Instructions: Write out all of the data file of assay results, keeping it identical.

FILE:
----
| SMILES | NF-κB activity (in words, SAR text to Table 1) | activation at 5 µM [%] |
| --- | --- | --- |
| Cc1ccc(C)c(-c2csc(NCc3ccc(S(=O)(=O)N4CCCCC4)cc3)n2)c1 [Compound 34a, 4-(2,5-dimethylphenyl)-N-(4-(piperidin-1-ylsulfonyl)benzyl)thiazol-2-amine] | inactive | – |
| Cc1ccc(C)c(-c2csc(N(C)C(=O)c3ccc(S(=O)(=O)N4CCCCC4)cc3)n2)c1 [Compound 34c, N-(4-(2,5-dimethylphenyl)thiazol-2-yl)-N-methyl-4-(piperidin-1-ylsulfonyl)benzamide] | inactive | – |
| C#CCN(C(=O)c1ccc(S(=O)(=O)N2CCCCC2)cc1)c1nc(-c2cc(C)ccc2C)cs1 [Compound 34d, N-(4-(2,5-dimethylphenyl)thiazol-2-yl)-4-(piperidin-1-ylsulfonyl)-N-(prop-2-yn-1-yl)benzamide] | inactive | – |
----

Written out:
| SMILES | NF-κB activity (in words, SAR text to Table 1) | activation at 5 µM [%] |
| --- | --- | --- |
| Cc1ccc(C)c(-c2csc(NCc3ccc(S(=O)(=O)N4CCCCC4)cc3)n2)c1 [Compound 34a, 4-(2,5-dimethylphenyl)-N-(4-(piperidin-1-ylsulfonyl)benzyl)thiazol-2-amine] | inactive | – |
| Cc1ccc(C)c(-c2csc(N(C)C(=O)c3ccc(S(=O)(=O)N4CCCCC4)cc3)n2)c1 [Compound 34c, N-(4-(2,5-dimethylphenyl)thiazol-2-yl)-N-methyl-4-(piperidin-1-ylsulfonyl)benzamide] | inactive | – |
| C#CCN(C(=O)c1ccc(S(=O)(=O)N2CCCCC2)cc1)c1nc(-c2cc(C)ccc2C)cs1 [Compound 34d, N-(4-(2,5-dimethylphenyl)thiazol-2-yl)-4-(piperidin-1-ylsulfonyl)-N-(prop-2-yn-1-yl)benzamide] | inactive | – |